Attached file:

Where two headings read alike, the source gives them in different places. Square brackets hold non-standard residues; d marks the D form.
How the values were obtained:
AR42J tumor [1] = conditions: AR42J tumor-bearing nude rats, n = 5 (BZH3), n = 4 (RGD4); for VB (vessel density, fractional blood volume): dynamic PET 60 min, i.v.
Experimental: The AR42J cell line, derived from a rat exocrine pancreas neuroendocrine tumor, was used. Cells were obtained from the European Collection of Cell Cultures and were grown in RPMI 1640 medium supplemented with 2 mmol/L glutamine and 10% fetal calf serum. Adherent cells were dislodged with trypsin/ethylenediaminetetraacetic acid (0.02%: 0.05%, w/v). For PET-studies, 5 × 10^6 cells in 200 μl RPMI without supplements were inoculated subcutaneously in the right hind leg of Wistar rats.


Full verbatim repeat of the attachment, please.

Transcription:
Where two headings read alike, the source gives them in different places. Square brackets hold non-standard residues; d marks the D form.
How the values were obtained:
AR42J tumor [1] = conditions: AR42J tumor-bearing nude rats, n = 5 (BZH3), n = 4 (RGD4); for VB (vessel density, fractional blood volume): dynamic PET 60 min, i.v.
Experimental: The AR42J cell line, derived from a rat exocrine pancreas neuroendocrine tumor, was used. Cells were obtained from the European Collection of Cell Cultures and were grown in RPMI 1640 medium supplemented with 2 mmol/L glutamine and 10% fetal calf serum. Adherent cells were dislodged with trypsin/ethylenediaminetetraacetic acid (0.02%: 0.05%, w/v). For PET-studies, 5 × 10^6 cells in 200 μl RPMI without supplements were inoculated subcutaneously in the right hind leg of Wistar rats.